But not here. Instead, Jack, Chloe and Buffy are saved by a long-overdue crisis of conscience on the part of one Allison Taylor. One that, ideally, shouldn’t have needed to happen in the first place – this is where frequent commenter Mr. Paulsen would make a crack about manufactured conflict, and he’s not wrong – but there you are. That’s a hell of a way to end your show about an ass-kicking counter-terrorist agent, with him being saved not by his wits but by someone else’s guilty conscience. And by a hell of a way, I mean lame.


“So what did that Medsker fucker say about me this week? Man, I hate that guy.”

Jack should never have a passive role in how events unfold. He should have been at the center of it all, not on his knees getting a last-minute pardon. To his credit, at least he took his execution the way you would expect him to, by telling the guy to pull the damn trigger already. Still, being a fugitive should have been his choice. The exposing of the scandal should have been by his hand. Hell, he just whacked a small army of Russian goons, and it was one of the best episodes of the show in years. There should be a rule with the “24” staff to never, ever take the power out of his hands.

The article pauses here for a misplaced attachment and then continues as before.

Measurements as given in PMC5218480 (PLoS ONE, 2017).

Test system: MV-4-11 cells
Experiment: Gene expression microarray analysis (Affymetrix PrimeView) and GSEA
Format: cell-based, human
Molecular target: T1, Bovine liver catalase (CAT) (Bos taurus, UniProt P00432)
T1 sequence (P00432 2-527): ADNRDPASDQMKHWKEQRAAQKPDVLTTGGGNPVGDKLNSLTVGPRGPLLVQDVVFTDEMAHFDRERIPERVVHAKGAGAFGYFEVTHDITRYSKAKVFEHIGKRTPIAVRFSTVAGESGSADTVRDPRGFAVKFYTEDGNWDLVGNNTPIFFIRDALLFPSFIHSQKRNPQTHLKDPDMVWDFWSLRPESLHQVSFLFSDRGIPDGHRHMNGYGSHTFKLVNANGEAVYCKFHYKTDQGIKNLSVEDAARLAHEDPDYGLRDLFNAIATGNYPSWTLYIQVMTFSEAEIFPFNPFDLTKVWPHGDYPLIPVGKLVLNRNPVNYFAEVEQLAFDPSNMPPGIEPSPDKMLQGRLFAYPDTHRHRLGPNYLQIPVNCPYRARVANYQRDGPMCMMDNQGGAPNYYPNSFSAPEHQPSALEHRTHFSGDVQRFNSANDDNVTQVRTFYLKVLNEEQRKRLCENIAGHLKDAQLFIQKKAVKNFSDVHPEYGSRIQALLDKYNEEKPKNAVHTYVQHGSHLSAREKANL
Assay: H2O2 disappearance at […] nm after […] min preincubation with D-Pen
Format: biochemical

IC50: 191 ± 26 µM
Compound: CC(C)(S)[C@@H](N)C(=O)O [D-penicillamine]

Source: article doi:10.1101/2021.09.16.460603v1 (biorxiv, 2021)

It was actually going well in the first hour. Jack finds that sweet location where he can take out Logan, and from there it all went wrong. Biting Dominic’s ear off? Really? If I were in charge, I would have had Jack wound Suvarov in Logan’s office at the very least, prompting Allison to sing like a canary not because her conscience is getting to her but because Jack Bauer will fucking kill her if she doesn’t. The truth comes out, the peace treaty is killed, Logan is exposed as the puppet master, Allison’s legacy is ruined, and Jack flees the country as a wanted but righteous man, becoming a folk hero in the process. Years from now, Kim will get a text message from an unknown number saying, “New Zealand is nice this time of year,” or “Zihuatanejo.”